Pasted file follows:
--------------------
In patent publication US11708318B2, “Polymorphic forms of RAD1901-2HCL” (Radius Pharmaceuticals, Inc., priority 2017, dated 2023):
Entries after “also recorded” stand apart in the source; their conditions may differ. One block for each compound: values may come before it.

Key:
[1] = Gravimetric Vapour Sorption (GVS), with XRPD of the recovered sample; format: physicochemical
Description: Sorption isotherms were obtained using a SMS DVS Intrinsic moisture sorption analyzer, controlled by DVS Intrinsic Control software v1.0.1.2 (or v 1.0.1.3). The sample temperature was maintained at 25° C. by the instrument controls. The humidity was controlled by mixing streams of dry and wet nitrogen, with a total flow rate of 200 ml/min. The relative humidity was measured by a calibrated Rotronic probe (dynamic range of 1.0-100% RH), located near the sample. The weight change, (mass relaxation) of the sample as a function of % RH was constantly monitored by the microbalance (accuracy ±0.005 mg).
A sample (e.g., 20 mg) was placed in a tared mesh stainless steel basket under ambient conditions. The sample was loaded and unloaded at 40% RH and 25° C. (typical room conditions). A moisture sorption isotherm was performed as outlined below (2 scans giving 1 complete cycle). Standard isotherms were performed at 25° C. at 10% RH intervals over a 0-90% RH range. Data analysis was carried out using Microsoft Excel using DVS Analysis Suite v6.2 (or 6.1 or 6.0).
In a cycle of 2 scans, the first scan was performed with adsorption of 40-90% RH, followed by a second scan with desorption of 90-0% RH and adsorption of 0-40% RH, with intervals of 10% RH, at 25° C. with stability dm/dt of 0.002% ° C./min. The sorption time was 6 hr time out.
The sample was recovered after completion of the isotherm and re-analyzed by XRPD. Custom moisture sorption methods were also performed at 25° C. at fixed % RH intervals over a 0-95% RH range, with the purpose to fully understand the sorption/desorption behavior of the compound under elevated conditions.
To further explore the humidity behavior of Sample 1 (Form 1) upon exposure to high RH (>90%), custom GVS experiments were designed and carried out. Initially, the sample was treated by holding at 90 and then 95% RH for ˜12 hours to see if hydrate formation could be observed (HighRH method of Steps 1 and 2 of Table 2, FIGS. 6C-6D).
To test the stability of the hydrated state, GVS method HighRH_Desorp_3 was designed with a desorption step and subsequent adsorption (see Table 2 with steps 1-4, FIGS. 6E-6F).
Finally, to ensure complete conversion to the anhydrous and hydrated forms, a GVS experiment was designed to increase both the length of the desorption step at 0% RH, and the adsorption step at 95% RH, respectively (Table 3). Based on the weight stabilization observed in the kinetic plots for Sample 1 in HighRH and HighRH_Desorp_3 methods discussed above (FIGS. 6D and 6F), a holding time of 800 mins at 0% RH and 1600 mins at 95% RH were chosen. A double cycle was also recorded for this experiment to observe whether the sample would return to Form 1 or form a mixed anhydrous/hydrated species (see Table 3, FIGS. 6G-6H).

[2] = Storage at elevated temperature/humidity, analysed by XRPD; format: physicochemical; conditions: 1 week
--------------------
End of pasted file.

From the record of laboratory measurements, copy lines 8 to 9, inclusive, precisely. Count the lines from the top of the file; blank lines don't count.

The sample was recovered after completion of the isotherm and re-analyzed by XRPD. Custom moisture sorption methods were also performed at 25° C. at fixed % RH intervals over a 0-95% RH range, with the purpose to fully understand the sorption/desorption behavior of the compound under elevated conditions.
To further explore the humidity behavior of Sample 1 (Form 1) upon exposure to high RH (>90%), custom GVS experiments were designed and carried out. Initially, the sample was treated by holding at 90 and then 95% RH for ˜12 hours to see if hydrate formation could be observed (HighRH method of Steps 1 and 2 of Table 2, FIGS. 6C-6D).